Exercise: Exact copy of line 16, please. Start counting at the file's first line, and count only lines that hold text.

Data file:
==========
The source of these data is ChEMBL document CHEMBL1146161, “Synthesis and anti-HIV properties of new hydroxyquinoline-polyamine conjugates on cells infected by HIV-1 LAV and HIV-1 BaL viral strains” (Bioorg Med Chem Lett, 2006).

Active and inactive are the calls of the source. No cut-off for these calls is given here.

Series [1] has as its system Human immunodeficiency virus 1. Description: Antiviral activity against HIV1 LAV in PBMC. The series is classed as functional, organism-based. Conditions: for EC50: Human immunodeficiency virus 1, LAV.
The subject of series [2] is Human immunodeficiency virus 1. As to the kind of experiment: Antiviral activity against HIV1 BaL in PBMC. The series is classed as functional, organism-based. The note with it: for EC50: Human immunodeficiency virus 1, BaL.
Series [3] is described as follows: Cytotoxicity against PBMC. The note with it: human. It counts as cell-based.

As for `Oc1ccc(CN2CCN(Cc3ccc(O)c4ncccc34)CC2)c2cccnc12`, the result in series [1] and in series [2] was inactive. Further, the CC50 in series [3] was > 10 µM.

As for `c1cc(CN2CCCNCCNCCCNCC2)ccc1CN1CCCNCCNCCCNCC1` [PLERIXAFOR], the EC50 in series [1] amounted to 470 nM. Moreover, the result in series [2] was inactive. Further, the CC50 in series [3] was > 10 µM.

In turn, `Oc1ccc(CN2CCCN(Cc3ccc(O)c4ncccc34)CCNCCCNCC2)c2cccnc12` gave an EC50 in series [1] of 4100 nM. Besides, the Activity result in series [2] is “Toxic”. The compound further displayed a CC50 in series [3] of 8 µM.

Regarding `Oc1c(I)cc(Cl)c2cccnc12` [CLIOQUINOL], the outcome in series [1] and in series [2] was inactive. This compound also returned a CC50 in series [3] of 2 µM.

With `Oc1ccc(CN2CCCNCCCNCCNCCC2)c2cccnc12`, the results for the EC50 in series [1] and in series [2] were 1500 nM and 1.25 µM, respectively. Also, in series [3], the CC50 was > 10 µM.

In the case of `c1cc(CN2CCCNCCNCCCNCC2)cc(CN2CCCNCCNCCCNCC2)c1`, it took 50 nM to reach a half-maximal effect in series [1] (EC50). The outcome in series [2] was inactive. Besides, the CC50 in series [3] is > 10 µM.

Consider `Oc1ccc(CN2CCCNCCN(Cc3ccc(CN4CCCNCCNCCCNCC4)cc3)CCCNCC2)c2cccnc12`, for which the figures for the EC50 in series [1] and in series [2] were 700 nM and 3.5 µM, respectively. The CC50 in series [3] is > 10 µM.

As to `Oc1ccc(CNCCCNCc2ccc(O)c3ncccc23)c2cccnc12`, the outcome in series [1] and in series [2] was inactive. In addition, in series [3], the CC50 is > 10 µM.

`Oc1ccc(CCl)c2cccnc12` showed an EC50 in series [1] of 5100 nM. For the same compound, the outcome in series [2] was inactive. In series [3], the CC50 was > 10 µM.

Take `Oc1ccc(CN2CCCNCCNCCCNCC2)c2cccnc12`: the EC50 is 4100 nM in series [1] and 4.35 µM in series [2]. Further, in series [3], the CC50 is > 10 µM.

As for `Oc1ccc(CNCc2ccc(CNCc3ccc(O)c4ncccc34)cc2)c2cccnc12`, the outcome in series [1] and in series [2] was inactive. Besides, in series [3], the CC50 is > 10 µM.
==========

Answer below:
As for `Oc1ccc(CNCc2ccc(CNCc3ccc(O)c4ncccc34)cc2)c2cccnc12`, the outcome in series [1] and in series [2] was inactive. Besides, in series [3], the CC50 is > 10 µM.